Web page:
CONCORD — Nearly one a day.
That’s the number of barns preservation enthusiasts say are lost in New Hampshire. Organizers of a new program hope to stem that tide a bit early next year.
Citing a growing rate of barn demolition and collapse, the New Hampshire Preservation Alliance (NHPA) is scheduled to announce today a campaign to help preserve at least 52 barns across the state in 2017 through a combination of planning grants, education and promotion of a local tax relief program for barns.
The statewide nonprofit is seeking financial support from the public to help meet its goal.
“Barns tell the history of New Hampshire, from its very beginnings as a state to the sheep and dairy booms in the 19th century,” said Jennifer Goodman, executive director of the NHPA. “Virtually every rural homestead and village property included a barn. As you travel through New Hampshire today, it’s impossible not to see that this legacy of hard work and community is crumbling around us with missed opportunities for investment and stewardship.”
In 1935, 6.8 million farms operated across the United States, with most properties home to at least one barn. Now, an estimated 650,000 barns remain standing.
“We’re losing historic New Hampshire barns at a rate of nearly one per day,” said Beverly Thomas, program director at the Preservation Alliance. “The Preservation Alliance has seen increases in public awareness of the significance of barns and the benefits of preservation over the last decade, but we want to do more in the coming year because of the crisis in the dairy industry and what experts see as a big bubble of need because of deferred maintenance of 19th-century barns.”
According to Goodman, the Preservation Alliance will expand three programs to meet its goal of protecting 52 barns in 52 weeks: assessment grants that help owners prioritize and complete barn repair work, educational programs for barn owners and enthusiasts, and expanding use of a state barn easement program that can offer tax relief to property owners who preserve their historic agricultural structures.
“Barns are part of the landscapes and communities that attract businesses and visitors,” said Goodman.
Financial help for a professional assessment is available through Historic Barn Assessment Grants. Created by the Preservation Alliance, the New Hampshire Division of Historical Resources and the New Hampshire Historic Agricultural Structures Advisory Committee, the program offers competitive matching grants of $250 or $400. Coupled with property owner contributions, the funding goes toward hiring a barn assessment consultant to inspect the barn, determining its age and key construction features, then assessing what’s needed to stabilize, repair and reuse the structure.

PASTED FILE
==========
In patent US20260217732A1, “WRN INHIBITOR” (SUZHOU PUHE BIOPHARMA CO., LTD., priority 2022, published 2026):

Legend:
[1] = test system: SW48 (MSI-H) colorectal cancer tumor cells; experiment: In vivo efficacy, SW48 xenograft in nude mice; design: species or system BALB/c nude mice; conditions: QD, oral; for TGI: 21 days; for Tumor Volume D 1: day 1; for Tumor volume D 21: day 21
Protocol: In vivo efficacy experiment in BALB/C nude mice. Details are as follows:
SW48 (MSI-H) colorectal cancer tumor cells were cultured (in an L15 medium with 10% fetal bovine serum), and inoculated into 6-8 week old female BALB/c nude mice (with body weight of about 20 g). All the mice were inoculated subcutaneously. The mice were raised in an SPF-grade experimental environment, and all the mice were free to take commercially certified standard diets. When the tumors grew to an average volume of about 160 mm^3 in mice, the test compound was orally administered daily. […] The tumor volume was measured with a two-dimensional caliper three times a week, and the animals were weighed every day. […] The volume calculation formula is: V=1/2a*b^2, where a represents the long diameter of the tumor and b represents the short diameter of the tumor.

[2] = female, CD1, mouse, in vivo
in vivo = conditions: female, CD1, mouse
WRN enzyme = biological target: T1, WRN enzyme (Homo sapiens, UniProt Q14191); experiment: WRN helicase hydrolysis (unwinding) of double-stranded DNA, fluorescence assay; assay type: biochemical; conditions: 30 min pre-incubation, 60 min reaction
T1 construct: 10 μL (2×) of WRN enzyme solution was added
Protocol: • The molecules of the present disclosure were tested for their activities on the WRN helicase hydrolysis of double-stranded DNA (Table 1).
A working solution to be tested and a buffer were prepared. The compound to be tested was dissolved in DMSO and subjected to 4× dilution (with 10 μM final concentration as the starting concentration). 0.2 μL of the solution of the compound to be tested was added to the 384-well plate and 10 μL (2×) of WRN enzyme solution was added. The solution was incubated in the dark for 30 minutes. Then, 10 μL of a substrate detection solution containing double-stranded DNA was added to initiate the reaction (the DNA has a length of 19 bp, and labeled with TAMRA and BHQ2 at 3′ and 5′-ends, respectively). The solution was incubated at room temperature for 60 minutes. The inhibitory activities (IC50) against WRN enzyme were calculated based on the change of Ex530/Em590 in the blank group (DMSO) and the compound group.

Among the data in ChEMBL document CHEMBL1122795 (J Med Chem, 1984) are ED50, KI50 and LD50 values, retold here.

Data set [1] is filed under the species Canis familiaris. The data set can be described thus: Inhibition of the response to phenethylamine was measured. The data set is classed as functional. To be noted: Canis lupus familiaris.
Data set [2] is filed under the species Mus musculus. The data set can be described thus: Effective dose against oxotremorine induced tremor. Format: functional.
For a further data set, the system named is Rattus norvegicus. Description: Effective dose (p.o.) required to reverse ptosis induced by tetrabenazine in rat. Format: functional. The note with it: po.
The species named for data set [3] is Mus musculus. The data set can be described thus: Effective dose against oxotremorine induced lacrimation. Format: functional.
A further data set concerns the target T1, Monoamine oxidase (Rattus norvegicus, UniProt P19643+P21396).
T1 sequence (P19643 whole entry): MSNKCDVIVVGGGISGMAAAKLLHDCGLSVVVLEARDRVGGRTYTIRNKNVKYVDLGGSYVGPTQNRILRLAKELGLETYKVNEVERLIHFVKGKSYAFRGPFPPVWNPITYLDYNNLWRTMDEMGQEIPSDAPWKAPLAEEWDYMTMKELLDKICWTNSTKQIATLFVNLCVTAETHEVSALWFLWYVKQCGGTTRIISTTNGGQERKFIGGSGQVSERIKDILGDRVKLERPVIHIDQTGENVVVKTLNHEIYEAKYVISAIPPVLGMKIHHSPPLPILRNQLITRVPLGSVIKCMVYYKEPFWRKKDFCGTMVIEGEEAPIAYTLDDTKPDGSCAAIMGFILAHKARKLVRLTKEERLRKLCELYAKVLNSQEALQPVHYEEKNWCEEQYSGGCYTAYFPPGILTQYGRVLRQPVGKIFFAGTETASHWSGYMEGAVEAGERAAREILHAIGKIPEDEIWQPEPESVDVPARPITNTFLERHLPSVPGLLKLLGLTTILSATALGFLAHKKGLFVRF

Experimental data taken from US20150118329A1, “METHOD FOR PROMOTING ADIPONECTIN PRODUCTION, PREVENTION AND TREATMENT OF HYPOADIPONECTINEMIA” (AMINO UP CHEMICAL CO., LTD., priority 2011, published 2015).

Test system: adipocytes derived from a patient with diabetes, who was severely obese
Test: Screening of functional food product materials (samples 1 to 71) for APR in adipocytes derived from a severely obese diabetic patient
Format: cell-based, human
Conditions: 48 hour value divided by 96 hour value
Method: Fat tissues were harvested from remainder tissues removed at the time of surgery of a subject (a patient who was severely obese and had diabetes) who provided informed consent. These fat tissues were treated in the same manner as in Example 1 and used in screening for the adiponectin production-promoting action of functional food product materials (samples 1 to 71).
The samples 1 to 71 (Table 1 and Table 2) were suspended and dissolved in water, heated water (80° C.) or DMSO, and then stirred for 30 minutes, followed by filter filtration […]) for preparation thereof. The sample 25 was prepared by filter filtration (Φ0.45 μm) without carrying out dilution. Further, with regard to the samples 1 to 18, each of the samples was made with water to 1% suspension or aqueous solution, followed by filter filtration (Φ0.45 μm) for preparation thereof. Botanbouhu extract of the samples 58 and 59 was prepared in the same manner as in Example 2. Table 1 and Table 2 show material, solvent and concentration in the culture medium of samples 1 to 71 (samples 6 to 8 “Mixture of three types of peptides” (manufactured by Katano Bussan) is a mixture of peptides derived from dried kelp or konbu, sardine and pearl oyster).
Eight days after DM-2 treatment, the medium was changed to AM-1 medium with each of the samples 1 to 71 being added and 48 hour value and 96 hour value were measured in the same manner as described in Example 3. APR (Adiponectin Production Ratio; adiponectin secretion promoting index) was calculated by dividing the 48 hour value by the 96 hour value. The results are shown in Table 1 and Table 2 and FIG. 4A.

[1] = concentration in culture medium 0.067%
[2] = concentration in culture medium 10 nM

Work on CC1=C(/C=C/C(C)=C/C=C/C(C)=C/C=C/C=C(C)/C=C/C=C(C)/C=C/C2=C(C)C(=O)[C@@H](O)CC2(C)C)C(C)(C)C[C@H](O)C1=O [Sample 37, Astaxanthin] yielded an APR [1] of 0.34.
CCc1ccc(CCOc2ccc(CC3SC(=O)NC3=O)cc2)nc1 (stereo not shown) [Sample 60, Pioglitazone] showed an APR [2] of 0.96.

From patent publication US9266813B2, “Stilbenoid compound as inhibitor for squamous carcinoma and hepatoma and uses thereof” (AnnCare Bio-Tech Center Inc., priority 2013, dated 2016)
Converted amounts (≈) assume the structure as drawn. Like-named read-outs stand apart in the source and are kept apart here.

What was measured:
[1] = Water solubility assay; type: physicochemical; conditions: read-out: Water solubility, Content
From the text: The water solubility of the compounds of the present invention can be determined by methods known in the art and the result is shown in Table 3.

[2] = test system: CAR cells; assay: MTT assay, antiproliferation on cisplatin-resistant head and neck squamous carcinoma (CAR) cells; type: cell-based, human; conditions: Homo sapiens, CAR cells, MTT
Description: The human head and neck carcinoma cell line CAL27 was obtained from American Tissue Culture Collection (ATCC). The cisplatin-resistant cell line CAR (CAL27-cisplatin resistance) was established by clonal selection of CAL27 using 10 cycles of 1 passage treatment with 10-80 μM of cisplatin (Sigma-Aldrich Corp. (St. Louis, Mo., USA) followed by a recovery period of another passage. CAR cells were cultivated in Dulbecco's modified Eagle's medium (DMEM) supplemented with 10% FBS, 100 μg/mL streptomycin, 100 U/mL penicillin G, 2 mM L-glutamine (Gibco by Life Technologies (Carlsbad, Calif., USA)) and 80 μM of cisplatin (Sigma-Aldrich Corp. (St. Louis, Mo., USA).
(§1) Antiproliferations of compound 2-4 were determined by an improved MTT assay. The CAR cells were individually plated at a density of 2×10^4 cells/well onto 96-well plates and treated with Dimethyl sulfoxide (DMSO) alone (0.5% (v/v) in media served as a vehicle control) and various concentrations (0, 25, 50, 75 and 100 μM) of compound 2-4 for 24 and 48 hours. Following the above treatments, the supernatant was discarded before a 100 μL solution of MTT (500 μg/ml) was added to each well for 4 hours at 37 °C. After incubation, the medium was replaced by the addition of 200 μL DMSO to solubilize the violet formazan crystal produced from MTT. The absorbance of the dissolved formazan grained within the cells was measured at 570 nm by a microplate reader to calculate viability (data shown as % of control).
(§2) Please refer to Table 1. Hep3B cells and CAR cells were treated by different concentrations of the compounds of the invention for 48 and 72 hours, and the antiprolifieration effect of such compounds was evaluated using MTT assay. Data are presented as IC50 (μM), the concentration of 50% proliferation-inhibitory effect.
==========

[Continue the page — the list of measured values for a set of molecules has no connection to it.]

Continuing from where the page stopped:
A 2002 state law, RSA 79-D, creates the Historic Barn Tax Incentive, a mechanism to encourage the preservation of historic New Hampshire barns and other agricultural buildings by authorizing municipalities to grant property tax relief to barn owners who (a) can demonstrate the public benefit of preserving their barns or other historic farm buildings, and (b) agree to maintain their structures throughout the term of a minimum 10-year preservation easement.
In promoting the new program, the Preservation Alliance cites several recent efforts to save barns in the Granite State. The barn, house and shops of the Lane Homestead in Stratham were saved recently from development with the purchase of a preservation easement and new owners. The owner of an early 19th-century dairy barn in New Boston addressed critical needs using a Preservation Alliance barn assessment as a guide, and secured tax relief in 2014. The barn shelters the owner’s Belted Galloway herd and is used occasionally for special events.
Goodman said the fact that two New Hampshire barns appear on the Preservation Alliance’s 2016 “Seven to Save” list further drives home the need to save these structures. The Aston-Lessard Barn in Shelburne, built for William Aston in 1888, was known to area residents as a gathering place for Big Band music in the 1920s, and as a roller skating venue until the 1960s. The present owner is seeking new uses and investment for the structural repairs needed to preserve the structure.
Efforts of the Coos County Farm Advisory Committee to find new uses for a large barn compound in West Stewartstown are gaining momentum after public forums in 2013, which garnered support for agricultural initiatives on the county farm property.
Goodman said the 52 barns the NHPA hopes to help over 52 weeks “have yet to be chosen.”
“The number 52 is a minimum,” said Goodman. “We hope to save at least that many.”
To learn more about the 52 Barns in 52 Weeks initiative, or to make a donation, go to nhpreservation.org/52-barns-in-52-weeks, or email [email protected] to receive information and updates about the program.
Story and picture courtesy of Paul Feely, NH Union Leader…